7 Replies Latest reply on Sep 18, 2010 3:55 PM by John Van Ommen

    Provisioning a server with jython

    John Van Ommen

      At the moment I'm working on a project where I'm provisioning servers via a web portal. I thought it would be valuable to post how it's done, in case others could use it. (And who knows, maybe I could use this a year from now!)


      A server can be provisioned with a single blcli command, "Provision provisionDevice". Here's the documentation for this command:


      Provision : provisionDevice

      This command provisions a device that is currently in the imported state. The input file URL should be a valid java.net.URL pointing to a text file conforming to the java.util.Properties format. Property entries in this file should be as follows:

      • Server.Property.prop_name=value, where prop_name is the name of a server property.

      • SystemPackage.LocalProperty.prop_name=value, where prop_name is the name of a property of the given system package.

      • Network.network_setting=value, where network_setting is a PXE or JumpStart network setting.

      NIM devices do not require any network keywords. Use parameterization via local properties as necessary.

      The following network settings are common between PXE and JumpStart devices:

      • Network.DHCPEnabled=[true or false]

      • Network.IPAddress=[valid v4 ipv4 address]

      • Network.SubNetMask=[valid subnet mask ipv4 format]

      • Network.DefaultGateway=[valid ipv4 address]

      If Network.DHCPEnabled is set to true, settings for Network.IPAddress, Network.SubNetMask and Network.DefaultGateway are ignored.

      The (additional) valid Network settings for a PXE device are:

      • Network.AutoDNSEnabled=[true or false]

      • Network.DNSAddress.Primary=[valid ipv4 address]

      • Network.DNSAddress.Secondary

      If Network.AutoDNSEnabled is set to true, settings for Network.DNSAddress.Primary and Network.DNSAddress.Secondary are ignored.

      The (additional) valid Network settings for a JumpStart device are:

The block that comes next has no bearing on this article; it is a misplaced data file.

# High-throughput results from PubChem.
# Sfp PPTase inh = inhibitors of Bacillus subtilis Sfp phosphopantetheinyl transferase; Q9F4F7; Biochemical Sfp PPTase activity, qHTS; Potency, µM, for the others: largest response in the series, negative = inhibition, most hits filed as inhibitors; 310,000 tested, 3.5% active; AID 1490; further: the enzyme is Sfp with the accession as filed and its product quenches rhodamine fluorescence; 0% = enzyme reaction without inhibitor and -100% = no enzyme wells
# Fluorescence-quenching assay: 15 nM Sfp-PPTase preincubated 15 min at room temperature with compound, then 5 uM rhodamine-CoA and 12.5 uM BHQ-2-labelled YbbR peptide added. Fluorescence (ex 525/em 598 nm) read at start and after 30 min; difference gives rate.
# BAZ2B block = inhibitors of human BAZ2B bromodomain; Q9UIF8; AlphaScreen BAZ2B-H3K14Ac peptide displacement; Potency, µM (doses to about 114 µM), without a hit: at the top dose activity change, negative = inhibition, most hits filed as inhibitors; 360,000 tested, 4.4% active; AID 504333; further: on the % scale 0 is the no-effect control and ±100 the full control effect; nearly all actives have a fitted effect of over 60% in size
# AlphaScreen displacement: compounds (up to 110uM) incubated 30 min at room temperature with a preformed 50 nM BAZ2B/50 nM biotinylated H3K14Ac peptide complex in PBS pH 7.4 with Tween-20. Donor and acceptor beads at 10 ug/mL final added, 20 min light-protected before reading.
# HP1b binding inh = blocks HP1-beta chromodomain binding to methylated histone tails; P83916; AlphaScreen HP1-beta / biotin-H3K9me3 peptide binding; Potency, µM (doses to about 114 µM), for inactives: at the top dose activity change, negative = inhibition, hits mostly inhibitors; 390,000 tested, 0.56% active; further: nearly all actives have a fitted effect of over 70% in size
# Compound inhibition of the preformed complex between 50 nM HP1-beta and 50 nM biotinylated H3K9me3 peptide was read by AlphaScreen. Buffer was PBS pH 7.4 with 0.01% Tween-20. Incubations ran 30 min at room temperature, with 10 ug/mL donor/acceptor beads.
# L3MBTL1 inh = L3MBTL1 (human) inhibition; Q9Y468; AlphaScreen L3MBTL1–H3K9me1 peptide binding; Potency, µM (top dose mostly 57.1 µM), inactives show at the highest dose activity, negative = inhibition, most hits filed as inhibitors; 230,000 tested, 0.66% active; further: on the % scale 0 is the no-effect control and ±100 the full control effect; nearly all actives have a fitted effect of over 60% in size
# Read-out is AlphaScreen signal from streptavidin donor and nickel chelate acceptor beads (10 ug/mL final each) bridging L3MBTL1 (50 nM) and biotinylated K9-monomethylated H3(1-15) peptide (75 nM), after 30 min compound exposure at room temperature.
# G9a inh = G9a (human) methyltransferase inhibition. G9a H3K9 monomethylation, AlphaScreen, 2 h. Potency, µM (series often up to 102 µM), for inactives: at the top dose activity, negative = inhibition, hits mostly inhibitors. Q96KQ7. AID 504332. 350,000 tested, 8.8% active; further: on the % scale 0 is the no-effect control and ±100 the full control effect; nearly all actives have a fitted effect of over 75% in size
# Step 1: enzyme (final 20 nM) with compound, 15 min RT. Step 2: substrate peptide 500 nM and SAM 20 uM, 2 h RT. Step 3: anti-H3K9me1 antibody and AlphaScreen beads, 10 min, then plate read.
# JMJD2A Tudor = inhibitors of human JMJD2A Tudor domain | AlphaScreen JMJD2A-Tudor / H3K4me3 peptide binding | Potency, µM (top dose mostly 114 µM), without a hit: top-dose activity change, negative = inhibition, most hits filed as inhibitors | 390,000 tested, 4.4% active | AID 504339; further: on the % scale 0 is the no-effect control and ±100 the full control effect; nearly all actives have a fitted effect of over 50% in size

• Network.EnablePrimaryInterface=[true or false]

      • Network.UseIPv6=[true or false]

      • Network.NameService.Type=[NIS | NIS+ | DNS | LDAP | NONE]

      • Network.NameService.DomainName=domain_name

      If Network.NameService.Type equals "NIS" or "NIS+", you must specify the following settings:

      • Network.NameService.NameServerHostName=name_server_host_name

      • Network.NameService.NameServerIPAddress=[valid ipv4 address]

      If Network.NameService.Type equals "DNS", use the following required and optional settings:

      • Network.NameService.PrimaryDNSServer=[valid ipv4 address] (required)

      • Network.NameService.SecondaryDNSServer=[valid ipv4 address] (optional)

      • Network.NameService.TertiaryDNSServer=[valid ipv4 address] (optional)

      • Network.NameService.AdditionalDomains=domains, where domains is a comma-separated list of domains (optional)

      If Network.NameService.Type equals "LDAP", you can use the following optional settings:

      • Network.NameService.ProfileName=profile_name (optional)

      • Network.NameService.ProfileServerIP=[valid ipv4 address] (optional)

      • Network.NameService.ProxyDN=proxy_dn (optional)

      • Network.NameService.ProxyPassword=proxy_password (optional)

      If Network.NameService.Type equals "NONE", all network settings in the file are ignored.

      Return Type: com.bladelogic.model.base.keys.DBKey

      Command Input